A friend sent me a bag of produce which included these citrus fruits.
I really admire their farm because, among other things, everything it grows is organic, and it really does try to give its farm employees decent wages.
Agriculture and food security are big now, and a lot of people are taking advantage of this. Many use “help the farmers” as a come-on for people to buy their stuff.
Personally, I’m wary of this mentality because it implies that farmers are charity cases. That they actually are is a sad truth that must be changed.
We pride ourselves on being an agricultural country but in the same breath will declare that our farmers are one of our lowest paid sectors. It’s shameful, especially since without farmers, we would not have food and clothes. Even urbanization was made possible through agriculture.
I hope the pandemic sheds light on the plight of our farmers and I hope that the companies who claim to help them really are helping them and not just saying so because it sounds cool. It’s a far cry from the reform we need, but it’s a teeny tiny itsy bitsy start.
There are many farms that pay their farmers fairly, but there are more middlemen who shortchange farmers and don’t even handle the goods properly. I know these are simplistic statements. Philippine agriculture is vast and varied and tangled, filled with people with vested interests, but also with people who believe that it can be a good source of income for everyone involved.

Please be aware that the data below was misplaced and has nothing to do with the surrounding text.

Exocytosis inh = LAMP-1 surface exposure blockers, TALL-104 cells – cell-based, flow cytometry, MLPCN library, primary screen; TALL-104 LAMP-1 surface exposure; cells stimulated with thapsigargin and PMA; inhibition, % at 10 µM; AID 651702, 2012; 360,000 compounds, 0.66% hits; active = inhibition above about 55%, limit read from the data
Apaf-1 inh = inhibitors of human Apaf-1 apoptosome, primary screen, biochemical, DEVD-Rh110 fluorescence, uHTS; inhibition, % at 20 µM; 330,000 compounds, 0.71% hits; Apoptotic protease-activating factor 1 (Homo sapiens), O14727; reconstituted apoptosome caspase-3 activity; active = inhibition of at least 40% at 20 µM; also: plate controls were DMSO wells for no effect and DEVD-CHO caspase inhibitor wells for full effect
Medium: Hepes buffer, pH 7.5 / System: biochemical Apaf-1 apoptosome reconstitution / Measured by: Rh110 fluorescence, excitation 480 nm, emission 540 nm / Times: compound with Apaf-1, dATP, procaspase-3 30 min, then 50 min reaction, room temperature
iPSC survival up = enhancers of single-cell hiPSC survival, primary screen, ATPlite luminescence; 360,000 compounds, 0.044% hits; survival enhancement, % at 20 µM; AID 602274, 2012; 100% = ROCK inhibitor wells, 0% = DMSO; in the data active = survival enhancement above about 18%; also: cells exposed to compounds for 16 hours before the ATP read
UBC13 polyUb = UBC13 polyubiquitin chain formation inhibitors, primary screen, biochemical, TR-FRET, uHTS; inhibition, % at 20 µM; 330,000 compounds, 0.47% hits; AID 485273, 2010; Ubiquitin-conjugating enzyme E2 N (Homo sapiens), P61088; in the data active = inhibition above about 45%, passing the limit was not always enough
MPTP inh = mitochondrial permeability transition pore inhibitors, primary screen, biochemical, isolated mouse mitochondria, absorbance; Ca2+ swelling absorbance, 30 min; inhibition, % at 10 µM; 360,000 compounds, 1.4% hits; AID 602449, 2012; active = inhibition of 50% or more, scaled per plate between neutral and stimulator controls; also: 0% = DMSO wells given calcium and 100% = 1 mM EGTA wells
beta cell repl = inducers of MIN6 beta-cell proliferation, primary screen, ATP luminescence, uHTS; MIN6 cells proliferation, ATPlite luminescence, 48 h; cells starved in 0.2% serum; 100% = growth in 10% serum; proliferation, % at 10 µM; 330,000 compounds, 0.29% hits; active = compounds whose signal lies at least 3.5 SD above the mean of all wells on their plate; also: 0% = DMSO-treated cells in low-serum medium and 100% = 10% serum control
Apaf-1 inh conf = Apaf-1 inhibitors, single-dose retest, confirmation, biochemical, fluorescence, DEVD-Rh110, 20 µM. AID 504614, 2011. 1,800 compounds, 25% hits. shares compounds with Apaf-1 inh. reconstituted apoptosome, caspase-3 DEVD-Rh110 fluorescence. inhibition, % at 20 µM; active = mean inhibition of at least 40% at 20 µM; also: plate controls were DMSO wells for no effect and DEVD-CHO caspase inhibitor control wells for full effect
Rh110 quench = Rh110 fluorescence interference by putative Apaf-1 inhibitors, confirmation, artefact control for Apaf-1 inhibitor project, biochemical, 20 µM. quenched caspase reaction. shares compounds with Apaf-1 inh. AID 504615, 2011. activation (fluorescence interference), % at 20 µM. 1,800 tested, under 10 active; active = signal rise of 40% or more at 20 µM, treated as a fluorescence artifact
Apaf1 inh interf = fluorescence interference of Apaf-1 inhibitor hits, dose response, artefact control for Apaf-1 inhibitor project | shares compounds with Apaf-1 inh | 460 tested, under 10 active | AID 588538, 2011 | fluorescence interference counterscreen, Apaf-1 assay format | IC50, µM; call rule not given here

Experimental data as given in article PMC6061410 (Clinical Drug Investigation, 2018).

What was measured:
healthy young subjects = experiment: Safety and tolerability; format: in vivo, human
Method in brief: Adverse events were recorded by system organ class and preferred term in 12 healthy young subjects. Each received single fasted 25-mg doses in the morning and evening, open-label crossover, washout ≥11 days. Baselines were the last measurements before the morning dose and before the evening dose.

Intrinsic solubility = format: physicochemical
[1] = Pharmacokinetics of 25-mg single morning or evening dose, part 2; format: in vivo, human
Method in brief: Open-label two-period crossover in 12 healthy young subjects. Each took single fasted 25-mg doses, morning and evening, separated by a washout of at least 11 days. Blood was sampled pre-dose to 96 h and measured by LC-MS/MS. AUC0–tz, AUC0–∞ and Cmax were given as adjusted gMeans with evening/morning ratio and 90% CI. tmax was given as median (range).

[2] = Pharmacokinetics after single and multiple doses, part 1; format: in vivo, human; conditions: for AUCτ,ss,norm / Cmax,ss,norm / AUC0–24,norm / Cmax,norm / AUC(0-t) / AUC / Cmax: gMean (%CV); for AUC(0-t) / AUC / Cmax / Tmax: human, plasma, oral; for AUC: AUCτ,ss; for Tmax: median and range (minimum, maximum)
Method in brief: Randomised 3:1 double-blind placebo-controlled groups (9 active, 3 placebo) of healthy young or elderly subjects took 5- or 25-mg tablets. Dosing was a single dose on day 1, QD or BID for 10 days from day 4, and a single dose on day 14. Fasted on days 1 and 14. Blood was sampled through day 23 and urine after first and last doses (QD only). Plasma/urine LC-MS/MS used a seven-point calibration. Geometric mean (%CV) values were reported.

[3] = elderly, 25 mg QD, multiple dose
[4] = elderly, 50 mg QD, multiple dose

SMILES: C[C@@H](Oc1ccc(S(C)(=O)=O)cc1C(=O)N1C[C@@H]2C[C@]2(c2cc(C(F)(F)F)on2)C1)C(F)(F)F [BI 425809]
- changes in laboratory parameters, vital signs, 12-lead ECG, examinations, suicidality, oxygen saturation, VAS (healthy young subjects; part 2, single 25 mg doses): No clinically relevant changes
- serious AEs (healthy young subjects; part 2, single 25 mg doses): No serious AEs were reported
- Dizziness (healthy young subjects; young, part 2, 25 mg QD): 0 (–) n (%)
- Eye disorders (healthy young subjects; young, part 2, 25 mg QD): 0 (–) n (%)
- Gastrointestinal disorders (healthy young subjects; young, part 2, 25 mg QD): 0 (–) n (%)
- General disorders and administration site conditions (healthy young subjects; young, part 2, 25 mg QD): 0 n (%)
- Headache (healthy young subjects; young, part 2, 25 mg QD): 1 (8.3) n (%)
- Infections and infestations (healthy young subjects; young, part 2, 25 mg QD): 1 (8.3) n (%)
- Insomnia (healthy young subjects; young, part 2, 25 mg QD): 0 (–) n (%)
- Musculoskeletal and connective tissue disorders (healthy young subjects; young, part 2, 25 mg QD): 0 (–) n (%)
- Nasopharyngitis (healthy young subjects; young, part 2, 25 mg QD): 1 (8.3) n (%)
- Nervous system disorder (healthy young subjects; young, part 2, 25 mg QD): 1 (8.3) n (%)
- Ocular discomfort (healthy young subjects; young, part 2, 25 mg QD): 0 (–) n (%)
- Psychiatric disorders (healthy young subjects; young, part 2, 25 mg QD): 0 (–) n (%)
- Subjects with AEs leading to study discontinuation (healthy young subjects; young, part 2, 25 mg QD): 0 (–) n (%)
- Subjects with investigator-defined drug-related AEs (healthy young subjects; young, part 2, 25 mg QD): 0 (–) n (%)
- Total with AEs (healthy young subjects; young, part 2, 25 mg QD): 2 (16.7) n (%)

I won’t claim to know how to solve its problems because I don’t. All I can do is highlight stories that hopefully inspire people to grow their own food, put up their own farms, or make sure that the people they buy from really treat farmers fairly.
I’m hoping for a time where we don’t buy produce “to help farmers.” I’m hoping for a time where we purchase things because we want to, taking for granted the fact that the farmers who grew them are middle or upper class, thriving, and not needing of charity.